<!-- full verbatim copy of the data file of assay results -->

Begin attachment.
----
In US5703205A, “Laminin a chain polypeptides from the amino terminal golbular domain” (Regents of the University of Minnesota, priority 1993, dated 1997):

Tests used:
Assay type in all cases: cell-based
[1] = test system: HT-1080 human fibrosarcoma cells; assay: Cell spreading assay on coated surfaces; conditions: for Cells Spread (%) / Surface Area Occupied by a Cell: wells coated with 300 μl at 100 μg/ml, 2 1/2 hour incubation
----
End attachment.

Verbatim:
In US5703205A, “Laminin a chain polypeptides from the amino terminal golbular domain” (Regents of the University of Minnesota, priority 1993, dated 1997):

Tests used:
Assay type in all cases: cell-based
[1] = test system: HT-1080 human fibrosarcoma cells; assay: Cell spreading assay on coated surfaces; conditions: for Cells Spread (%) / Surface Area Occupied by a Cell: wells coated with 300 μl at 100 μg/ml, 2 1/2 hour incubation